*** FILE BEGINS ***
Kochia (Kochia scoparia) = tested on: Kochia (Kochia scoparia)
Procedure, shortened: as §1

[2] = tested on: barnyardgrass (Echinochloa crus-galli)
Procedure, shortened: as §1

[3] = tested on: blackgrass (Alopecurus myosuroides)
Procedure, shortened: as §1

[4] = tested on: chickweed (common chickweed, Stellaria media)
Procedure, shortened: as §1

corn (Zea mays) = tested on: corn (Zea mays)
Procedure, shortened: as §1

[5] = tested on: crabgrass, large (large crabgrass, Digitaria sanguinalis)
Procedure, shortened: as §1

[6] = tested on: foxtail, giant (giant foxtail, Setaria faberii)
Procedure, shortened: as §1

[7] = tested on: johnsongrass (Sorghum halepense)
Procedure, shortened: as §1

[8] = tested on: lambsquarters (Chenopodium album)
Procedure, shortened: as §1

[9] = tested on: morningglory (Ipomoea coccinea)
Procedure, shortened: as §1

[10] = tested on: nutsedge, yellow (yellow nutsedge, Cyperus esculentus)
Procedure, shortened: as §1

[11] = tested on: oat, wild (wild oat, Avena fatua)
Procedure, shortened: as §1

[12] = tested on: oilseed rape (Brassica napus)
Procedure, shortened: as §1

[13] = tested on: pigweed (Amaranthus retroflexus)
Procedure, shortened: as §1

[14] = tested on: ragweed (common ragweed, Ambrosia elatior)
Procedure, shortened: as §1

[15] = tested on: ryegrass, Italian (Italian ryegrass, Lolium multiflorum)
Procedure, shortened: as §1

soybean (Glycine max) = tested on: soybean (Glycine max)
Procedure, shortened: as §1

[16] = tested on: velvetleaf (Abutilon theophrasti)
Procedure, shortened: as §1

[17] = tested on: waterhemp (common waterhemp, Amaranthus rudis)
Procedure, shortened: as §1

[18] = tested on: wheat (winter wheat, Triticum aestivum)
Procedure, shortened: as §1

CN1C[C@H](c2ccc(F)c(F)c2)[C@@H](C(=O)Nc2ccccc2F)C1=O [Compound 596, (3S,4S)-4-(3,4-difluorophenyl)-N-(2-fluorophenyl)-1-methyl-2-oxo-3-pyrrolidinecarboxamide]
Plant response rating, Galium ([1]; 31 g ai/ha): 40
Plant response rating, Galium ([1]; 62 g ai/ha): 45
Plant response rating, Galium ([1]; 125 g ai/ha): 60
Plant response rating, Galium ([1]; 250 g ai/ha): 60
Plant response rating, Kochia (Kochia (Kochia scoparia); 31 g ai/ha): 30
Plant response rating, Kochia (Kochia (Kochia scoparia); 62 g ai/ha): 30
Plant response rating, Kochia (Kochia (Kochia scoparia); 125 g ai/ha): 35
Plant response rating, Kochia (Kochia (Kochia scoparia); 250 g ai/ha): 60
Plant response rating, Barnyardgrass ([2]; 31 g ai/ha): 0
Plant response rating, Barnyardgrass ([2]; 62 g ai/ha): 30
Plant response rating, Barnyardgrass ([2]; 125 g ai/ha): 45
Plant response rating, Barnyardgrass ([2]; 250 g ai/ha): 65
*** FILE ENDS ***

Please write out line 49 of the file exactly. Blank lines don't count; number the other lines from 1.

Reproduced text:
Plant response rating, Kochia (Kochia (Kochia scoparia); 250 g ai/ha): 60